In just their fifth season of playing football, the University of Texas-San Antonio Roadrunners are already one of the most successful start-up football programs in the NCAA. They’ve gone from not having a team at all to playing some of the top teams in the country. UTSA has put itself on the map nationally and has brought together a university and a city craving a football team to call its own.
The long road started well before the Roadrunners ran on the Alamodome field in front of a crowd of 56,743 in their inaugural game against Northeastern State in 2011. In fact, two years before that, all the program had was one helmet and one jersey.
Back in 2001, athletic director Lynn Hickey, along with senior associate athletic director Brad Parrott, started talking about a football program’s potential at the school. At that time, it was just, what if?
Creation of a Program
One of the first steps toward being able to add football at UTSA involved adding more women’s sports, due to Title IX regulations. Title IX is a law that prohibits gender discrimination in a federally-funded activity, which is what paved the way for the inclusion of women’s soccer and golf at the university. Also, UTSA had to figure out ways to pay for the football program. That led to an athletics fee for students that was separate from the student service fee.
In 2005, when Hurricane Katrina hit New Orleans, the NFL’s Saints were faced with relocation. San Antonio had long wanted a professional football team, and a group of about 100 city business leaders wrote a public document that stated, “San Antonio will have NFL and Division I football.” Sure enough, the Saints played three home games in the Alamodome — but then returned to New Orleans.
“In the [document], it was very visible that the city would support pro football,” says Hickey. “When the Saints didn’t stay, that opened the door for us. The Alamodome needed a tenant, and we needed a place to play.”
Hickey and UTSA president Dr. Ricardo Romo presented a plan to the Board of Regents. It was only a five-minute presentation, as the decision was unanimous. On December 18, 2008, the regents voted to approve a football team.
The question then became: Who would be the face of the program?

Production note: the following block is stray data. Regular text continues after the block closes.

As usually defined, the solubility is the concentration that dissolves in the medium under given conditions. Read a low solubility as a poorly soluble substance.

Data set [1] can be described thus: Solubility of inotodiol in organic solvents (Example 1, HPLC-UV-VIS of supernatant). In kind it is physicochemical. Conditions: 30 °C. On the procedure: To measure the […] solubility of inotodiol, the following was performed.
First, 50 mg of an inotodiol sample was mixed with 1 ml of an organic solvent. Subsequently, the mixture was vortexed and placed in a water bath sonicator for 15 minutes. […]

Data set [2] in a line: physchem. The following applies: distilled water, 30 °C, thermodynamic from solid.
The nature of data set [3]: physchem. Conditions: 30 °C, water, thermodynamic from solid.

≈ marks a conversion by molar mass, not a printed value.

Without a search firm, the athletic department relied on knowing enough people and on the notion that everyone wanted to be a head football coach, especially in San Antonio.
The school invited three coaches to campus, all of whom met with Red McCombs. McCombs, former owner of the San Antonio Spurs, Denver Nuggets, and Minnesota Vikings, had been an adviser to Hickey, and it was important to her that she get input from him.
“There was only one coach that Mr. McCombs escorted out of his office, and that was Larry Coker. I knew that he was the right guy to get,” says Hickey.
Coker had pretty much already done it all in college football at that point. He won the national championship at the University of Miami in 2001, was the AFCA Coach of the Year in ’01, and was working at ESPN at the time UTSA began its coaching search. Coker recommended the job to a friend, but that friend told Coker that he should interview for the job himself.
“He called us. I would have never thought of calling him,” says Hickey. “He was actually vacuuming his house when he called, but we had a great conversation. We had to put him in a trailer because we had no office space. We had one football, one helmet we used for press conferences, and no practice field. We gave him three assistant coaches and told him, ‘Go find a team.’”
Finding a Home
UTSA’s other athletic programs had competed in the Southland Conference, and the plan was for the football team to join the NCAA’s Football Championship Subdivision (FCS) and remain there until it could transition to the Football Bowl Subdivision (FBS) to play at the same level as teams such as Alabama and Florida State.
Coker thought that if the Roadrunners wanted to be an FBS program, they might as well start out as one. Hickey then told the Southland that UTSA would play football as an independent school while keeping the rest of their sports in the conference.